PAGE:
‘Inflation, sanctions critical concerns in our operations’

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NMB Bank Limited recorded 112% after-tax profit growth to US$21,3 million for the year-ended December 31 2018, up from US$10 million recorded the previous year. This comes as banks are grappling to survive in a volatile economic environment. Zimbabwe Independent business reporter Cloudine Matola (CM) this week spoke to NMB Bank Limited chief executive Benefit Washaya (BW, pictured) to find out how the financial institution is navigating the rugged economic terrain. Below are the excerpts of the interview:

CM: You are one of the banks that have been performing well over the years. What do you attribute your performance to?

BW: It’s a lot, let me say we have got a good business model, we manage our cost well, we look after our customers, our services are generally very good and customers want to go to an institution where they can get decent service.

We also have been increasing our customer numbers so these are some of the reasons why we have been performing and I think the other reason is we are one of the banks that acknowledge that our asset quality need to be improved. We started quite early in terms of managing our asset quality and that has helped us a lot.

CM: In 2015, you surrendered US$1 million worth of non-performing loans (NPLs) to the Zimbabwe Asset Management Company (Zamco) and were planning to offload more. What has been the situation since then?

BW: We no longer have an appetite for offloading NPLs. We are dealing with NPLs on our own because, firstly, the Zamco window is closed.

Secondly, even if it was open, the sort of NPLs we have,we can get collections on our own. It is faster where as if you go to Zamco, assuming it was still open, you get a long-dated paper in return, whereas our NPLs are secured and we would rather collect on our own.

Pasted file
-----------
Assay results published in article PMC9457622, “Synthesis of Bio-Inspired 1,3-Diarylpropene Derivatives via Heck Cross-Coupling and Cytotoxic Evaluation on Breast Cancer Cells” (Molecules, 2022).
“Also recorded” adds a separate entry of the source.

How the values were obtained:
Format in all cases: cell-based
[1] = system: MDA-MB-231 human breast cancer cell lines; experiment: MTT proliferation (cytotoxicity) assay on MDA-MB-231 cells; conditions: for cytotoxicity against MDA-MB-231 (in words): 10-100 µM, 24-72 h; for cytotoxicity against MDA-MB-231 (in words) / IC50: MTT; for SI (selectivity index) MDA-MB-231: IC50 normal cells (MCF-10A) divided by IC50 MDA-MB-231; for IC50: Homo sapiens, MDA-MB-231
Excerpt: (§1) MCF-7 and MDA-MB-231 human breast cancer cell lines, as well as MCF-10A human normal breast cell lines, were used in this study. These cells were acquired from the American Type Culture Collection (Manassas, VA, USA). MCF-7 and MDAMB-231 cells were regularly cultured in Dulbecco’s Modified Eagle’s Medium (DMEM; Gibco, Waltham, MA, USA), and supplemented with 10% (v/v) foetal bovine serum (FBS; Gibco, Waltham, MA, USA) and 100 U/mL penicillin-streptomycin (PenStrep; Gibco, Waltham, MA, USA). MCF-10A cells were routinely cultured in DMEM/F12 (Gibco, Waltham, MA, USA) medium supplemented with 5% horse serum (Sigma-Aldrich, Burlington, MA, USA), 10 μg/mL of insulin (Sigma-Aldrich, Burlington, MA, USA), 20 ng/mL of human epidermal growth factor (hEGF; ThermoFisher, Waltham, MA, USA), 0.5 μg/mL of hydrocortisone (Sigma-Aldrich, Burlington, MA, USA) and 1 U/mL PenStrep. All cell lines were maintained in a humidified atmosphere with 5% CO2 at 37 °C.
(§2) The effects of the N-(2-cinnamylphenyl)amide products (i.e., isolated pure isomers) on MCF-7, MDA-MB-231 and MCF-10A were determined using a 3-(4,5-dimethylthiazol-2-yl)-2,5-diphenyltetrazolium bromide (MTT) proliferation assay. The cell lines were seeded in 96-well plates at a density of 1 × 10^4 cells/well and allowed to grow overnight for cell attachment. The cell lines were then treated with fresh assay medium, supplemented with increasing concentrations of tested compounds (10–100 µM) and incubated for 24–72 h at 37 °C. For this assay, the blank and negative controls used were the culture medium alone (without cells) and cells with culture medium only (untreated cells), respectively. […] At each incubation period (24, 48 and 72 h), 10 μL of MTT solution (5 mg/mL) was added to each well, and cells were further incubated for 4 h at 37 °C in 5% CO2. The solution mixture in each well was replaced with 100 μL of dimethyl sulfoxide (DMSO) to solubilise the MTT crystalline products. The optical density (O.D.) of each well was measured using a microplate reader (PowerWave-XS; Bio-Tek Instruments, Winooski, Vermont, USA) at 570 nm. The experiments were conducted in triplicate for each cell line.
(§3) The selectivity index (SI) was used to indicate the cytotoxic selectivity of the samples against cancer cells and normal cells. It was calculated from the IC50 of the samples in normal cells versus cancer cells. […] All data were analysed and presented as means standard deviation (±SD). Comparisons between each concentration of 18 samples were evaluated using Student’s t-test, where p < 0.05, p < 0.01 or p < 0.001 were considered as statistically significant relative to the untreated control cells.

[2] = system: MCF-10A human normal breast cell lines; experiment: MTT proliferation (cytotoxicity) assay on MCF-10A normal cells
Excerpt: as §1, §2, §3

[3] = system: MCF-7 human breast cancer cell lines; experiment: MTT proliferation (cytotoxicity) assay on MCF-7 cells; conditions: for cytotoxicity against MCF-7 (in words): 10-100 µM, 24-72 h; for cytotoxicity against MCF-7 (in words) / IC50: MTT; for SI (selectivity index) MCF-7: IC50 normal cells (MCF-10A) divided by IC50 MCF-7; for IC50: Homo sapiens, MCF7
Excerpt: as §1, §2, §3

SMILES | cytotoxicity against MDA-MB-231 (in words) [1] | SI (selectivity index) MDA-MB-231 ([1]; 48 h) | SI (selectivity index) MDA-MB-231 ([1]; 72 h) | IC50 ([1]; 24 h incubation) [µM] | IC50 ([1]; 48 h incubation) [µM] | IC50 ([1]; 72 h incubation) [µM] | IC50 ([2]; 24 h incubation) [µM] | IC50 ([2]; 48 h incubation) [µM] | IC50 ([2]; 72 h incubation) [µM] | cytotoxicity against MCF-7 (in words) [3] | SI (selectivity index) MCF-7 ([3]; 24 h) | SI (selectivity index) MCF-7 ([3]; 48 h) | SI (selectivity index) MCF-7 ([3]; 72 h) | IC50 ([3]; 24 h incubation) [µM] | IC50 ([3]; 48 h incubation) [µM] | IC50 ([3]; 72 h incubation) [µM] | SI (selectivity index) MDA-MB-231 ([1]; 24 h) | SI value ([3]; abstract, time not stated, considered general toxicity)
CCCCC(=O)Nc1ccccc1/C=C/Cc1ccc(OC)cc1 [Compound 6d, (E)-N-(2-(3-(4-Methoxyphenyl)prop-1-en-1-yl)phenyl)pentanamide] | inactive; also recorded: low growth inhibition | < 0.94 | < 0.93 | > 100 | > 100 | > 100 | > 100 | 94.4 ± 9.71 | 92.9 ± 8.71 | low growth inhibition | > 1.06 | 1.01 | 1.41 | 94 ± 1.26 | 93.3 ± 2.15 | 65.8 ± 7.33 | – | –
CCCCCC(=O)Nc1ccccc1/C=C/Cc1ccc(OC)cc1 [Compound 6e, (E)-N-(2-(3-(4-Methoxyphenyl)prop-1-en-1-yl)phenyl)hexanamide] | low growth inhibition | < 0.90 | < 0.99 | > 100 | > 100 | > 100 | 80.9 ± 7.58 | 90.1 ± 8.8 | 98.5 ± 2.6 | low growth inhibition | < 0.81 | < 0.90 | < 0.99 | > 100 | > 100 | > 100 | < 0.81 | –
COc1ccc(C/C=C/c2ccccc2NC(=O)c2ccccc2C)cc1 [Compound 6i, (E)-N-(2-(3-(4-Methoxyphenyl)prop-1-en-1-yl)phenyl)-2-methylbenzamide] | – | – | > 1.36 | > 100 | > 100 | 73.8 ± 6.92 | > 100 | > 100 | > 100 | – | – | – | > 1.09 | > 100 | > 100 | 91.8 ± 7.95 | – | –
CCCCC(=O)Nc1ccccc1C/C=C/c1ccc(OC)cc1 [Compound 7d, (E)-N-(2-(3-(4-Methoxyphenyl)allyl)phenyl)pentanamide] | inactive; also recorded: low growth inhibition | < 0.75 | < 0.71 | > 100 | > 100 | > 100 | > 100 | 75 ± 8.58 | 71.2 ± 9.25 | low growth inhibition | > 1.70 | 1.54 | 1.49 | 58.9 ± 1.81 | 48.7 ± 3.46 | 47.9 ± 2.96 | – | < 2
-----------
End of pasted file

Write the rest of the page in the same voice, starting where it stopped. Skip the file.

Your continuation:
CM: What can you say are the challenges you have faced in operating in an environment like Zimbabwe?

BW: You know inflation has kicked in, that’s the major concern going forward, and the economy has not been growing at the rate that it should be growing, again it’s a challenge. The sanctions themselves are challenges, we are unable to open the corresponding bank relationships that I was talking about.

As a bank that should just be a given, but because of the sanctions we are not always able to open corresponding banking relationships with the official banks so that’s a major challenge. If we were not under sanctions we would be getting all the credit lines that we require.

In fact, we would be getting more credit lines than we need. There is also the issue of pricing. Pricing is always an issue, we must fight hard to make sure that we get reasonably-priced credit lines for the benefit of our customers whereas in other countries where risk has not been a major issue, the pricing is quite good and who is the beneficiary? The people in the country benefit from lowly-priced credit lines.

CM: What do you think should be done to manage these challenges?

BW: We just must manage them as banks ourselves, like what we have been doing. Those challenges are there, it’s an environment that we are working on, we must make sure that we do as well as we can under the challenging environment. I think managers are there to manage those challenges. We are managing these challenges through producing good results.

CM: You also happen to be one of the banks that have struggled with high NPLs. What is the long-term strategy in addressing this?

BW: I don’t believe that our NPLs were very high compared to the market. I just believe that we were more transparent because the market surrendered about US$1 billion for NPLs and, going by our market share of loans and all that, we should have surrendered close to US$60 million, but we surrendered US$11-12 million, so it’s not true that our NPLs were very high compared to the market.